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Monday, September 20, 2021

Railways net-zero target could cut 15 mn tonnes of CO2 emissions, save Rs 17,000 cr: Report

The report, Riding Sunbeams in India, has been prepared by environmental organisations – Delhi-based Climate Trends, UK-based Possible and Riding Sunbeams.

Written by Esha Roy | New Delhi |
Updated: September 2, 2021 7:25:54 am
In July 2020, Railways set its target to net-zero emissions by 2030. (Representational)

INDIAN RAILWAYS set a target in 2020 to become the world’s first net-zero emissions railway by 2030. If that happens, it could lead to an annual emissions reduction of at least 15 million tonnes of CO2, which could help meet 5 per cent of India’s Nationally Determined Contributions target, as well as save Rs 17,000 crore in fuel costs and other savings per year, according to a environment report released on Wednesday.

The report, “Riding Sunbeams in India”, is prepared by environmental organisations – Delhi-based Climate Trends, UK-based Possible and Riding Sunbeams.

The Indian Railways is among the world’s largest rail networks and transports nearly 2.3 crore people daily and carries 1,160 million tonnes of goods annually, which requires enormous amounts of energy, making it the largest electricity consumer and third largest diesel consumer in India.

In 2018-19, the Railways used 17,682 terawatt-hour of electricity, 2,749 billion litres of diesel and 1,000 tonnes of coal, accounting for 4 per cent of India’s total greenhouse gas emissions. The entire transport sector accounts for 12 per cent greenhouse gas.

In 2018, the government approved plans for 100 per cent electrification of the Railways by 2023. In July 2020, the Railways stepped up its target to net-zero emissions by 2030.

“Converting all current diesel traction to electric would initially cause a 32% increase in CO2 emissions due to India’s reliance on coal to produce electricity. IR (Indian Railways) would need either to procure its own supply of clean electricity from solar and wind generators connected directly into the rail network, or develop new grid-connected renewable projects to match the traction energy supplied via the electricity grid,’’ said the report, adding that it had plans to install 20 GW of solar for both traction and non-traction loads.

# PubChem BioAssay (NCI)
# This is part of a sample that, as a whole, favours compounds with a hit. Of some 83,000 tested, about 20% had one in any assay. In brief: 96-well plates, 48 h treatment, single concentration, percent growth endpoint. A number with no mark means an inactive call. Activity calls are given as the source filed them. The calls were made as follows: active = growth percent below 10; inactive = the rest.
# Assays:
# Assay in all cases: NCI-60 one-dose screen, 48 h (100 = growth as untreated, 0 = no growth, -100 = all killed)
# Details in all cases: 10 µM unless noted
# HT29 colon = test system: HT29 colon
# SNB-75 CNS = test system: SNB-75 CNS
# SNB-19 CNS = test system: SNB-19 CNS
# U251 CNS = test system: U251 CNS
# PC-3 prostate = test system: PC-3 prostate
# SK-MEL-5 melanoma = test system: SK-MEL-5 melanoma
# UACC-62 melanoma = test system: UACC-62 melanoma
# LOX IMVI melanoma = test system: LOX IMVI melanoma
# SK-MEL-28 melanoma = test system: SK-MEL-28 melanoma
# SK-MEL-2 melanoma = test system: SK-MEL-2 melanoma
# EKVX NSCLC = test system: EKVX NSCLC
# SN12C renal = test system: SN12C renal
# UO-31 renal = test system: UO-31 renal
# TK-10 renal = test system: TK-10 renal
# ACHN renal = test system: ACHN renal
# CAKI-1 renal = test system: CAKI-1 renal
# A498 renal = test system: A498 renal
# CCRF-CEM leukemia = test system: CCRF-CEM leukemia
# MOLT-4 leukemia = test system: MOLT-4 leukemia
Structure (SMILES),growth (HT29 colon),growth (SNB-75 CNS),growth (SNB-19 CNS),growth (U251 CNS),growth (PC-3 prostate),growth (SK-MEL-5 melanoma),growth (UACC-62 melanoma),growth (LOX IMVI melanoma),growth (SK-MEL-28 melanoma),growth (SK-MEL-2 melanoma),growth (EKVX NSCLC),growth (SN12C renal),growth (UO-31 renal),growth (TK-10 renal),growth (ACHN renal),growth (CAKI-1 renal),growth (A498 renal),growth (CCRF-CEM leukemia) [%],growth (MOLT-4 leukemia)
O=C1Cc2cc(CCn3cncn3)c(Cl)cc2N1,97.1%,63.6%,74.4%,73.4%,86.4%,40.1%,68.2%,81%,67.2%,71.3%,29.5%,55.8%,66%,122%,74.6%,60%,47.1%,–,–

About 51,000 hectares of unproductive railway land has been identified as suitable for solar developments. Indian Railways and the Ministry of Railways have formed a joint venture Railway Energy Management Company to support the development of solar PV and wind energy projects to supply the railway’s energy needs.

Railways is scaling up its renewable energy plan, including tendering 3 GW of solar projects this year and commissioning 103 MW of wind power.

The report finds that the approved electrification will generate direct employment of 20.4 crore man-days during the period of construction.

As of March 2021, nearly 71 per cent of India’s conventional (broad gauge) railway tracks are electrified, making it the third-largest electrified railway system in the world after Russia and China. The Railways has also broken the record for annual rail electrification with over 6,000 route km wired in 12 months, and is set to be fully electrified by December 2023.

A number of other measures are underway, including replacing diesel locomotives with electric, building dedicated freight corridors with high-speed rail, rolling out 24 rooftop solar at 900 stations among others.

The report projects that the Railways future energy consumption, likely to increase from 21 billion kilowatt-hour to 33 billion kilowatt-hour by 2030, will be entirely supplied by renewable energy, bringing down India’s diesel consumption and improving energy security.

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